Despite the challenges faced in capturing low amplitude cardiac action potentials, the ICM 212 is able to operate effectively using only two electrodes that are strategically sized and placed in locations ideally suited to high fidelity P-wave signal acquisition. This approach has been shown to clinically outperform more typical multi-lead monitors because of the improved P-wave clarity, as discussed in W. M. Smith et al., cited supra. FIGS. 23 and 24 are respectively top and bottom perspective views showing the ICM 212 of FIG. 1. Physically, the ICM 212 is constructed with a hermetically sealed implantable housing 215 with at least one ECG electrode forming a superior pole on the proximal end 13 and at least one ECG electrode forming an inferior pole on the distal end 214.
When implanted, the housing 215 is oriented most cephalad. The housing 215 is constructed of titanium, stainless steel or other biocompatible material. The housing 215 contains the sensing, recordation and interfacing circuitry of the ICM 212, plus a long life battery. A wireless antenna is integrated into or within the housing 215 and can be positioned to wrap around the housing's internal periphery or location suited to signal reception. Other wireless antenna placement or integrations are possible.
Physically, the ICM 212 has four ECG electrodes 216, 217, 218, 219. There could also be additional ECG electrodes, as discussed infra. The ECG electrodes include two ventral (or dorsal) ECG electrodes 218, 219 and two wraparound ECG electrodes 216, 217. One ventral ECG electrode 218 is formed on the proximal end 13 and one ventral ECG electrode 219 is formed on the distal end 214. One wraparound ECG electrode 216 is formed circumferentially about the proximal end 13 and one wraparound ECG electrode 217 is formed circumferentially about the distal end 214. Each wraparound ECG electrode 216, 217 is electrically insulated from its respective ventral ECG electrode 218, 219 by a periphery 220, 221.
The four ECG electrodes 216, 217, 218, 219 are programmatically controlled by a microcontroller through onboard firmware programming to enable a physician to choose from several different electrode configurations that vary the electrode surface areas, shapes, and inter-electrode spacing. The sensing circuitry can be programmed, either pre-implant or in situ, to use different combinations of the available ECG electrodes (and thereby changing electrode surface areas, shapes, and inter-electrode spacing), including pairing the two ventral ECG electrodes 216, 217, the two wraparound ECG electrodes 218, 219, or one ventral ECG electrode 216, 217 with one wraparound ECG electrode 218, 219 located on the opposite end of the housing 215. In addition, the periphery 220, 221 can be programmatically controlled to logically combine the wraparound ECG electrode 216, 217 on one end of the ICM 212 with its corresponding ventral ECG electrode 218, 219 to form a single virtual ECG electrode with larger surface area and shape. (Although electronically possible, the two ECG electrodes that are only on one end of the ICM 212, for instance, wraparound ECG electrode 216 and ventral ECG electrode 218, could be paired; however, the minimal inter-electrode spacing would likely yield a signal of poor fidelity in most situations.)
In a further embodiment, the housing 215 and contained circuitry can be provided as a standalone ICM core assembly to which a pair of compatible ECG electrodes can be operatively coupled to form a full implantable ICM device.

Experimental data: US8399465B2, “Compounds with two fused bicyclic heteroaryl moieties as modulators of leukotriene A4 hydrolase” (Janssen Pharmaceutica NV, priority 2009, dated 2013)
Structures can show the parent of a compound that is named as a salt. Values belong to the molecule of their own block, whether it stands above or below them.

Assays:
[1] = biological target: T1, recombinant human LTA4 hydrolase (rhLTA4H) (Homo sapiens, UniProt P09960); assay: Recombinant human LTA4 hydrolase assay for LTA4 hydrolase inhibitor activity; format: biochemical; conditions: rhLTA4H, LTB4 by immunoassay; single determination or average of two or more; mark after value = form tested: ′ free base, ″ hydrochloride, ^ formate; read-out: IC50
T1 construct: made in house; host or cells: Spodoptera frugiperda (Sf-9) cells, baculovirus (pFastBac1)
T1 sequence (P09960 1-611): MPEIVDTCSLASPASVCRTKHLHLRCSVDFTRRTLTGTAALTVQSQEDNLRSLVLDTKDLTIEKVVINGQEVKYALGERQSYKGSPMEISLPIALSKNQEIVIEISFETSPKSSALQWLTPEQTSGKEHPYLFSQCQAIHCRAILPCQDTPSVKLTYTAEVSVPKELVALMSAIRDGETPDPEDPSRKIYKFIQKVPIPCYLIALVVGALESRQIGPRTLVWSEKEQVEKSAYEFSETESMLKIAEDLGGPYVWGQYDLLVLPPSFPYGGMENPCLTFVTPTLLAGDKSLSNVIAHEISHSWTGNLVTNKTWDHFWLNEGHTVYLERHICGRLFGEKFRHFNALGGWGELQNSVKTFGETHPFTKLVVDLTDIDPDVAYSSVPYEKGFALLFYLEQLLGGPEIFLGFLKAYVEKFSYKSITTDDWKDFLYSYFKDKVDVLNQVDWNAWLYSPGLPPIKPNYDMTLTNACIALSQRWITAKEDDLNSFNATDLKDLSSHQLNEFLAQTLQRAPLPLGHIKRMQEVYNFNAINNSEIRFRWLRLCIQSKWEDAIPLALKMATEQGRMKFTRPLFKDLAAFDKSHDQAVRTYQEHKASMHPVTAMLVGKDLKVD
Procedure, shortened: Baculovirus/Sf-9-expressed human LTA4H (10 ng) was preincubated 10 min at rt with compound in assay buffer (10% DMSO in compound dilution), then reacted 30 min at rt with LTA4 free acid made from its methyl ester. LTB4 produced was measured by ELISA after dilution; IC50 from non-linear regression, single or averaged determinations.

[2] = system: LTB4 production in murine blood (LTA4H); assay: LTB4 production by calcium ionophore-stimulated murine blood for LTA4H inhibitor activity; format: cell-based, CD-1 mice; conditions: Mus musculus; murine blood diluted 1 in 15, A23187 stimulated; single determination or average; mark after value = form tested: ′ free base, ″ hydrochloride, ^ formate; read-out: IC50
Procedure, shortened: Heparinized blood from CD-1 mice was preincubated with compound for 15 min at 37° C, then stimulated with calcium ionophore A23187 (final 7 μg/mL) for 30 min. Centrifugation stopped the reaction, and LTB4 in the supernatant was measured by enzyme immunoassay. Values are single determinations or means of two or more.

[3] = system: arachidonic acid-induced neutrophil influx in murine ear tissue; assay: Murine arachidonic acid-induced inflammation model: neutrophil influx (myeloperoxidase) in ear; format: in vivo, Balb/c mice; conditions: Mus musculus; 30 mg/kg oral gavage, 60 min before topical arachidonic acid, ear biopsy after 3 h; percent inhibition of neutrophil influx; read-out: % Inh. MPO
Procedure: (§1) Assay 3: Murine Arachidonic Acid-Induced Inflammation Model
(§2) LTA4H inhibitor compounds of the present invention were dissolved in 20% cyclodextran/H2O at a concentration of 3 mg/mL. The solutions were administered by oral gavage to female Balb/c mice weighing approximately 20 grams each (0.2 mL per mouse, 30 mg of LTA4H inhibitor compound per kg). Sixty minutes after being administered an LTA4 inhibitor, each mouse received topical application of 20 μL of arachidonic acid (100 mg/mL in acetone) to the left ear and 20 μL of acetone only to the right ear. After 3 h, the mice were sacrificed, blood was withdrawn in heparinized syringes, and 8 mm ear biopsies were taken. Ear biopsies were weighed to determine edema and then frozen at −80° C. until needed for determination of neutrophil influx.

Other ECG electrode configurations are possible. For instance, additional ECG electrodes can be provided to increase the number of possible electrode configurations, all of which are to ensure better P-wave resolution. FIG. 25 is a bottom perspective view showing the ICM 212 of FIG. 22 in accordance with a further embodiment. An additional pair of ventral ECG electrodes 222, 223 are included on the housing's ventral surface. These ventral ECG electrodes 222, 223 are spaced closer together than the ventral ECG electrodes 218, 219 on the ends of the housing 215 and a physician can thus choose to pair the two inner ventral ECG electrodes 222, 223 by themselves to allow for minimal electrode-to-electrode spacing, or with the other ECG electrodes 216, 217, 218, 219 to vary electrode surface areas, shapes, and inter-electrode spacing even further to explore optimal configurations to acquire the P-wave.
Other housing configurations of the ICM are possible. For instance, the housing of the ICM can be structured to enhance long term comfort and fitment, and to accommodate a larger long life battery or more circuitry or features, including physiologic sensors, to provide additional functionality. FIGS. 26 and 27 are respectively top and bottom perspective views showing an ICM 230 in accordance with a still further embodiment. The ICM 230 has a housing 231 with a tapered extension 232 that is terminated on the distal end with an electrode 234. On a proximal end, the housing 231 includes a pair of ECG electrodes electrically insulated by a periphery 237 that include a ventral ECG electrode 235 and a wraparound ECG electrode 233. In addition, a ventral ECG electrode 236 is oriented on the housing's distal end before the tapered extension 232. Still other housing structures and electrode configurations are possible.
In general, the basic electrode layout is sufficient to sense cardiac action potentials in a wide range of patients. Differences in thoracic tissue density and skeletal structure from patient to patient, though, can affect the ability of the sensing electrodes to efficaciously capture action potential signals, yet the degree to which signal acquisition is affected may not be apparent until after an ICM has been implanted and deployed, when the impacts of the patient's physical constitution and his patterns of mobility and physical movement on ICM monitoring can be fully assessed.